The music of life is abundant. Poems that explore musicality perhaps give us the poet’s performance of witnessing in nature, or moreover perhaps give us the poet’s composition of the sense of the sense of it, or what it entails, demands to be engaged with. Nature demands the most of us, in engagement. Her vastness and sheer delivery, her forcefulness and gentleness all call upon us to reckon with ourselves to be with her. All of it in sound, inextricable, inescapable, unless, of course, we fool ourselves to believe that we can. We cannot.
CC: What are you working on now?
AAHC: More poems, more songs, new stories, old memories, a film – In this exact moment, I am preparing for wherever I can do the best work and make use of myself, whatever that is. The most I want of life is to be useful within it and not so much of a drain upon it.
CC: Is there anything else you would like readers to know?
AAHC: The book comes with a full (free) digital download to the album of the same title with Rd Klā. The exemplary musicians, Kelvyn Bell and Laura Ortman are stunningly amazing and not to miss. I hope that in reading the collection, in hearing the accompanying album, readers can move into the range of the work with the freedom to give into it and experience the whole of it. This book is meant to be fully engaged with, cover-to-cover, as a unified experience, much as one might enjoy while attending a concert. It is shaped as an orchestration and the whole of it conceived for a journey, of sorts.
Like all of us, I hope the poems take the reader out of their own element, familiarity, and deliver the reader into new elements that they become familiar with, through the reading, as well. The book deals with change and change is a huge principle in all of my work, insomuch, I also hope the book brings us some sense of need to change, to protect what we have as humans enjoying this place, pace/time, on this planet now so endangered. The book brings poems to provoke understanding, along a journey through the everyday richness of life. The sense of our labors and work are a good portion of the book, multigenerational, familial and well as within travel and extended journey. Then, coupled with climate change devastation, with a sense of the beauty of nature, the horror of natural tragedy, often further compounded with human impression leaves us facing need for growth and the indictment on our kind, yet closes with a temporal sustaining natural balance, a place for the reader to retreat within, to rethink, reconsider, and hopefully go back for another round of reading through for more details of intention, device, openings, departures, portals, surprise. When it gets down to it, the human condition demands we care-take and support our planet and face our challenges and responsibilities of better treatment of one another, as well as of our sisters in the animal and plant worlds. I hope it is meaningful.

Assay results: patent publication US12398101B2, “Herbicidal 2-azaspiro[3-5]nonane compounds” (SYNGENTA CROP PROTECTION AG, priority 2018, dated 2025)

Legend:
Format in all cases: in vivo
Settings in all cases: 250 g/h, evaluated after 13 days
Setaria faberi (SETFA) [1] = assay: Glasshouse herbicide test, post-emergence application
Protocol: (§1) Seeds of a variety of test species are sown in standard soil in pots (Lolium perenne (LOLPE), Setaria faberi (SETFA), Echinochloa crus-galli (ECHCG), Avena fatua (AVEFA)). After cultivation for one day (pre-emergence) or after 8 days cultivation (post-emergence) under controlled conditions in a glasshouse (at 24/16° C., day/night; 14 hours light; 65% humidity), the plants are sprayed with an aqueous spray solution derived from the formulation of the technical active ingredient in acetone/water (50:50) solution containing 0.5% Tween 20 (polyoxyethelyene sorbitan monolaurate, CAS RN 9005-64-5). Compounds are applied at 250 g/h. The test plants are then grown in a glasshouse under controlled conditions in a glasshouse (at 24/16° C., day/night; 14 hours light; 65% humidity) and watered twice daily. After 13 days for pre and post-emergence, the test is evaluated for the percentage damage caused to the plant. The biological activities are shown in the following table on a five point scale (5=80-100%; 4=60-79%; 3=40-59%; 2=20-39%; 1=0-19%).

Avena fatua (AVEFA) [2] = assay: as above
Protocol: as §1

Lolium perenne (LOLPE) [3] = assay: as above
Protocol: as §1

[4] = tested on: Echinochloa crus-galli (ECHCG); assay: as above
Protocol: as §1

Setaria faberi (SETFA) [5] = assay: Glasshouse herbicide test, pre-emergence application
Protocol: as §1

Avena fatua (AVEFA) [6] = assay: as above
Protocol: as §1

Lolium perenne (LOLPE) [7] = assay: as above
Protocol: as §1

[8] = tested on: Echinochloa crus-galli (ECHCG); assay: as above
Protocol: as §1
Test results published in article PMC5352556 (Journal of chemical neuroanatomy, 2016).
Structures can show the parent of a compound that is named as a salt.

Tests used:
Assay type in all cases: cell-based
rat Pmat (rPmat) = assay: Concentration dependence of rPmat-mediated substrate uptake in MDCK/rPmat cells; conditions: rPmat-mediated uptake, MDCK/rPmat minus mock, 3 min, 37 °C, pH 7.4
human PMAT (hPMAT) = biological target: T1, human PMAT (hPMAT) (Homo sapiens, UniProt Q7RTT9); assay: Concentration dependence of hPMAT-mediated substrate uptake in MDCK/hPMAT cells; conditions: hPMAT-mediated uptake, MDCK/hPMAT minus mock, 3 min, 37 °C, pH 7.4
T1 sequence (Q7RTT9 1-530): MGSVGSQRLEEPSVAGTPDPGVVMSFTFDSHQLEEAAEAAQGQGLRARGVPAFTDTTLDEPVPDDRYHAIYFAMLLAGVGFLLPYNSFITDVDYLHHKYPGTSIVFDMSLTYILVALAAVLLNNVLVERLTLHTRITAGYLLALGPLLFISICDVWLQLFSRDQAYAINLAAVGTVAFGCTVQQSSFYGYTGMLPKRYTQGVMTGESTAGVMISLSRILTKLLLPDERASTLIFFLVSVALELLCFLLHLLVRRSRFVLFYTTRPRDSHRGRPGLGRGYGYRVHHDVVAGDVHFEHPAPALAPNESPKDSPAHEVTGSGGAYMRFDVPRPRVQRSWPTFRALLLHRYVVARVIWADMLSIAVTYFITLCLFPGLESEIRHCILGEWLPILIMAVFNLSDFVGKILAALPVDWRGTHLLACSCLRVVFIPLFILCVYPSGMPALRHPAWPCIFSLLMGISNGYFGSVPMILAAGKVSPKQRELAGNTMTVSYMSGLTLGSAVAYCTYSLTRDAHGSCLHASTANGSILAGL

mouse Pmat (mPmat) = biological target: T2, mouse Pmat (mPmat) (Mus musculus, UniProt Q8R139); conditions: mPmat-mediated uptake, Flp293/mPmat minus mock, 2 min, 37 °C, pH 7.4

“Streaming, is an elegant collaboration between poetry and music.”—Hawaii Review
“Each poem has its own rhythm that meshes into that of the collection overall, a body greater than the sum of its parts, an organism alive with language.”—AskMen
“Her poems beg to be read aloud, a jumble of hard sounds that wind their way into an effortless melody. . . Streaming is truly an accomplishment.”—Summerset Review
“When a book of poems contains the pleasure and adventure of a fine soundtrack it should be loudly celebrated. There are many ways to listen to Allison Adelle Hedge Coke’s fine collection Streaming. The thing of it is, whether still on the page, or with an undercurrent of musicians and voice, the lyrics ring true. The poem always wins.”– Cornelius Eady, Miller Family Chair, The University of Missouri
“If the history of the Americas is a body of stories, Allison Adelle Hedge Coke’s Streaming is most definitely its life-blood. This glorious book journeys through the bittersweet relationships between personhood and nation, nationhood and nature, and nature and culture, bearing witness to each entity’s determined struggle, each entity’s hard-won triumph: “colonization,/ construction, that morning, this day,/ every beam in balance despite horror /in the world. Streaming’s elegant verse will “sing you home into yourself and back to reason.” — Rigoberto Gonzalez
You can purchase Streaming HERE from Coffee House Press. Throughout 2015, book purchasers will find (across from the title page) a free download to the accompanying album, also titled Streaming, with Hedge Coke’s band Rd Klā. The band features Hedge Coke (poems/vocals) and two superior composer/musicians, Kelvyn Bell (guitars/sound art) and Laura Ortman (violins/sound art).
Streaming is a part of the Eckleburg Book Club. Take a look at it HERE.
Allison Adelle Hedge Coke books include: (poetry) Streaming (CD/book), Off-Season City Pipe, Dog Road Woman, Blood Run, (nonfiction) her memoir, Rock, Ghost, Willow, Deer, of growing up as a mixed-raced laborer, and as second daughter of a mother suffering from chronic schizophrenia, and Icicles (play), and her edited collections of groundbreaking western hemispheric anthologies including multiple Indigenous languages and poetics in Effigies, Effigies II, and Sing: Poetry from the Indigenous Americas. She is Distinguished Writer in Residence at the University of Hawaii at Mānoa and is currently in-production with a documentary film, Red Dust.
Chelsey Clammer has been published in The Rumpus, Atticus Review, and The Nervous Breakdown among many others. She is the Managing Editor and Nonfiction Editor for The Doctor T.J. Eckleburg Review, as well as a columnist and workshop instructor for the journal. Her first collection of essays, BodyHome, is forthcoming from Hopewell Publishers, 2015 www.chelseyclammer.com.